Russian Foreign Minister Sergei Lavrov described the actions of the Polish armed forces on Tuesday as “absolutely unacceptable”. Lavrov accused the Polish armed forces of “violating all conceivable norms of international humanitarian law and other agreements of the international community”.

Polish officials have often said that, given Moscow’s alliance with Belarus, Russia bears some responsibility for the crisis on the border. The Russian government denies responsibility.

There was no way to independently verify what was happening at the border because the Polish state of emergency banned reporters and human rights activists from the border area. In Belarus, journalists are severely restricted in their reporting.

Sometime on Tuesday, a Polish independent broadcaster, TVN24, was forced to rely on CNN to show a picture of the border that wasn’t filtered by government agencies.

The Polish parliament is expected to examine a bill on Tuesday to regulate the freedom of movement of citizens in the area of ​​the border with Belarus after the state of emergency ends this month.

The EU has put pressure on airlines to stop transporting Syrians, Iraqis and others to Belarus – and the effort has brought about change.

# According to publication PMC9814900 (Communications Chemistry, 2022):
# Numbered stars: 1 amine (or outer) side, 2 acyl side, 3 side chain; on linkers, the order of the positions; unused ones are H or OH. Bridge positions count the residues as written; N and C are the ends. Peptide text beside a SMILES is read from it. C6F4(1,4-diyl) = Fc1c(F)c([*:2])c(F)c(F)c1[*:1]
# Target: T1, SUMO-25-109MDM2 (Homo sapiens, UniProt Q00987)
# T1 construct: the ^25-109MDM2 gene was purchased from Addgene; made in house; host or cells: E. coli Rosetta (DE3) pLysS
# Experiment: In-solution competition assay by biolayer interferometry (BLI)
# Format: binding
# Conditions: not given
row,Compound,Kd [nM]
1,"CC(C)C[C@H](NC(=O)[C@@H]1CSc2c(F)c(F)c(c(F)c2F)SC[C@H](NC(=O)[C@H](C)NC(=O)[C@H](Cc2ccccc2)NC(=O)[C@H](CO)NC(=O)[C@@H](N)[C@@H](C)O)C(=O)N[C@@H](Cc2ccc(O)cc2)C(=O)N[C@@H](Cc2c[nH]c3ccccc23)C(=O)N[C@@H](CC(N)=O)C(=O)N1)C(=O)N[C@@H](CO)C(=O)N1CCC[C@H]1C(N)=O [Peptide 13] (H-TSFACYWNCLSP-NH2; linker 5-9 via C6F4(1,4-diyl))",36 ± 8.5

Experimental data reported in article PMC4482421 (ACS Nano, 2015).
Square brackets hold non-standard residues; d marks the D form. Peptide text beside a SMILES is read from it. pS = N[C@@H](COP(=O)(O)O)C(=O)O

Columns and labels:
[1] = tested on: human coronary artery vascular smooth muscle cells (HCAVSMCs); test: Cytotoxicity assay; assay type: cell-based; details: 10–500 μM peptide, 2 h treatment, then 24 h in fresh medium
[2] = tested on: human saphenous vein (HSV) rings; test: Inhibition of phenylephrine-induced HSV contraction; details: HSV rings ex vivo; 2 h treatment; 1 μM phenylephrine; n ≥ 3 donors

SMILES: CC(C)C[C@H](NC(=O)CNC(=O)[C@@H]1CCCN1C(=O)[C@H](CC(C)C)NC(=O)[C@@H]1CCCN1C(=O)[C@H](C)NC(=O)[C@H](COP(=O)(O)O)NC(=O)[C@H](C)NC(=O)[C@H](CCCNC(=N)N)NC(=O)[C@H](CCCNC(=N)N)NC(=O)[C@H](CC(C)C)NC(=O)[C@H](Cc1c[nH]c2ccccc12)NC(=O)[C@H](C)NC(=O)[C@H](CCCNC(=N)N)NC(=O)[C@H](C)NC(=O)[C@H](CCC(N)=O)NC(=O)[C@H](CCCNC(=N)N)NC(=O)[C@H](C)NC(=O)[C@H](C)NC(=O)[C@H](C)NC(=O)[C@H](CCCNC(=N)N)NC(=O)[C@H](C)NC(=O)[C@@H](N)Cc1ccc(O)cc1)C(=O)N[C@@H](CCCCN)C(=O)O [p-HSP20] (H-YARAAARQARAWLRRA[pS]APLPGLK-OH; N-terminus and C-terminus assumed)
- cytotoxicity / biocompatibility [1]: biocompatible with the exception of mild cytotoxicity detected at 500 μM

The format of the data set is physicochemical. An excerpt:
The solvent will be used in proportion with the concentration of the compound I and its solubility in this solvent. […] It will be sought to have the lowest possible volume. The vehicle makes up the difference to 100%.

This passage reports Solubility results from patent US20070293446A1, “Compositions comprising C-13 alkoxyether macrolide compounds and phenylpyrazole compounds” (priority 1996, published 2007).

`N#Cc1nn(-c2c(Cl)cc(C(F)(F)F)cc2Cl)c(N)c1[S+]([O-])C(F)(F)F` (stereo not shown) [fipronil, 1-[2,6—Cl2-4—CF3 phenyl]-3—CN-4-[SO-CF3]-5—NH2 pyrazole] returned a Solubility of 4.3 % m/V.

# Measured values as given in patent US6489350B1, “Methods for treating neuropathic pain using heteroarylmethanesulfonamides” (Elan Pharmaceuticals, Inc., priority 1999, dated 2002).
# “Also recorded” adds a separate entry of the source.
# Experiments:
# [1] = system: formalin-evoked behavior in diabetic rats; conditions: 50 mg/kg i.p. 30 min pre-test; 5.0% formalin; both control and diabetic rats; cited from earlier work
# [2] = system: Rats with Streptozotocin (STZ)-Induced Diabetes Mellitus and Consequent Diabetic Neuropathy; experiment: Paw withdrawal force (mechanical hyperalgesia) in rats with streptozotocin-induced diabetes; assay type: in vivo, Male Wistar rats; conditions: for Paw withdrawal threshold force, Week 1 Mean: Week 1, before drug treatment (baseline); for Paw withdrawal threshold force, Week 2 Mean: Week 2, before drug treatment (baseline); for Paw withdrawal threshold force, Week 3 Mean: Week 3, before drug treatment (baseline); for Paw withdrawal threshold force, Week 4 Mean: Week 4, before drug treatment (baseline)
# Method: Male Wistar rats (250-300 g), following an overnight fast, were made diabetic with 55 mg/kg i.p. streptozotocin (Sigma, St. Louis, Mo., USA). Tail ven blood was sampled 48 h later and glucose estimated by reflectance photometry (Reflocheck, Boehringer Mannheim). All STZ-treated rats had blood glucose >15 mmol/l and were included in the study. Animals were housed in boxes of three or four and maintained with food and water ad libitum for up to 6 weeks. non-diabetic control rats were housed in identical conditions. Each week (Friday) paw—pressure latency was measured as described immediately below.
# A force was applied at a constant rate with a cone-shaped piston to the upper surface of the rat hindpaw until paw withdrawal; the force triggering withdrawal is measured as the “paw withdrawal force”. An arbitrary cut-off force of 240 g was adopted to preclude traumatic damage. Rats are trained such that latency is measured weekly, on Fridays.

According to a travel agency in Beirut, flights from the Lebanese capital to the Belarusian capital Minsk had been suspended until further notice. On Tuesday afternoon, the single evening flight of the Belarusian airline Belavia appeared on the Beirut International Airport website as “canceled”.

Meanwhile, the Iraqi government is calling on its citizens trapped on the Polish-Belarusian border to return home.

About 200 Iraqis who came to Belarus with the intention of entering the EU turned to the Iraqi embassy in Russia and expressed their desire to return home, an embassy spokesman for the Interfax agency said on Tuesday. The spokesman added that an evacuation flight from Minsk will take place on Thursday and the Belarusian authorities have helped bring migrants back from the border.

On social media platforms used by Syrians and Iraqis to navigate the route between Belarus and Europe, migrants posted pictures of large crowds that gathered at the borders overnight. Some were not deterred by the restrictions and said they received support in the form of warm clothing and boots for the cold and damp weather. Some embassies celebrated those who managed to cross the line despite the restrictions. Some embassies asked migrants to go to the Lithuanian-Belarusian border.

Some posts described harsh treatment, including beating, by Belarusian border guards, but most of the posts were in recognition of the fact that the migration route through Belarus may have come to an end.

“There is no longer any escape route. By God, the route from Minsk has come to an end. What are the new streets? ”One person posted on a social media platform used by migrants to inquire about entering Europe.


Litvinova reported from Moscow. Sarah El Deeb contributed from Beirut.

Copyright 2021 The Associated Press. All rights reserved. This material may not be published, broadcast, rewritten, or redistributed in any way without permission.